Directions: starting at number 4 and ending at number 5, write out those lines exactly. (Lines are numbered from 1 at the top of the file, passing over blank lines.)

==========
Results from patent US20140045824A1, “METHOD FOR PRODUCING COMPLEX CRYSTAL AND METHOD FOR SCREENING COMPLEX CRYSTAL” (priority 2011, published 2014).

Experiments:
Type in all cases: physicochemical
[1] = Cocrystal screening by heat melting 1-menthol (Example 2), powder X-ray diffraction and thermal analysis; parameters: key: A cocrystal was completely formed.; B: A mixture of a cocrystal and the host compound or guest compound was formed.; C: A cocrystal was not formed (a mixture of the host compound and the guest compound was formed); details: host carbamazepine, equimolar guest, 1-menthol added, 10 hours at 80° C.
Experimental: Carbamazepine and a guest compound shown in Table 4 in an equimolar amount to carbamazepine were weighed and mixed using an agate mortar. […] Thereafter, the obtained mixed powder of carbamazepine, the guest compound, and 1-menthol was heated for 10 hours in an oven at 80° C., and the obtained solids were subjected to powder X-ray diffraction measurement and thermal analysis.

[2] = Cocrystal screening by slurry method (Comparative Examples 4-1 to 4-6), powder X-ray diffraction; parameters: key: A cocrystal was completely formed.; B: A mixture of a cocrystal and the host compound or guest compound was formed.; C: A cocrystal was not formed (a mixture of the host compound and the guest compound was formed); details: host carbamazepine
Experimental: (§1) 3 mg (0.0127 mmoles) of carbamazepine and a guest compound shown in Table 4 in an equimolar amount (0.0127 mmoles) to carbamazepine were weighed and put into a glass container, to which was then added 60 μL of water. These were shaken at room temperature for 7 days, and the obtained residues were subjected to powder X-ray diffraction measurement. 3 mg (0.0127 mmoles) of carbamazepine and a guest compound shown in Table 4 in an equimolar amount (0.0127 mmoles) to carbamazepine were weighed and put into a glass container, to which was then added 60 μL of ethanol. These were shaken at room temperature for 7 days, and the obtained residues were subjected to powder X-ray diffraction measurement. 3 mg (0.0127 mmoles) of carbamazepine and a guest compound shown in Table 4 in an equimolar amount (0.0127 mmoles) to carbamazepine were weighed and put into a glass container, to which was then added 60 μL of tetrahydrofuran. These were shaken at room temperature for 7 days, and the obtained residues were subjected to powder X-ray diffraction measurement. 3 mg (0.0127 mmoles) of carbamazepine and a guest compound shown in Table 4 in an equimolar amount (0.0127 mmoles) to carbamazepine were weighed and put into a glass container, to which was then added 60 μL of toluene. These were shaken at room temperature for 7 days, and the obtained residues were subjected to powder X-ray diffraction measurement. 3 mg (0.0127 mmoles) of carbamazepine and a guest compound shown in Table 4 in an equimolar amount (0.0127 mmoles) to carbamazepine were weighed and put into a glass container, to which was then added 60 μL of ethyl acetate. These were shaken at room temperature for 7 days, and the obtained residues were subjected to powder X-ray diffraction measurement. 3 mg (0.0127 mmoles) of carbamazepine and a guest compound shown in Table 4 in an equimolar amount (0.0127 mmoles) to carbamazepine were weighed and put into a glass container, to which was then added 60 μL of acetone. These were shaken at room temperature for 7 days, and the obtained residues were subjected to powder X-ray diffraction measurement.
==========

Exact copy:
[1] = Cocrystal screening by heat melting 1-menthol (Example 2), powder X-ray diffraction and thermal analysis; parameters: key: A cocrystal was completely formed.; B: A mixture of a cocrystal and the host compound or guest compound was formed.; C: A cocrystal was not formed (a mixture of the host compound and the guest compound was formed); details: host carbamazepine, equimolar guest, 1-menthol added, 10 hours at 80° C.
Experimental: Carbamazepine and a guest compound shown in Table 4 in an equimolar amount to carbamazepine were weighed and mixed using an agate mortar. […] Thereafter, the obtained mixed powder of carbamazepine, the guest compound, and 1-menthol was heated for 10 hours in an oven at 80° C., and the obtained solids were subjected to powder X-ray diffraction measurement and thermal analysis.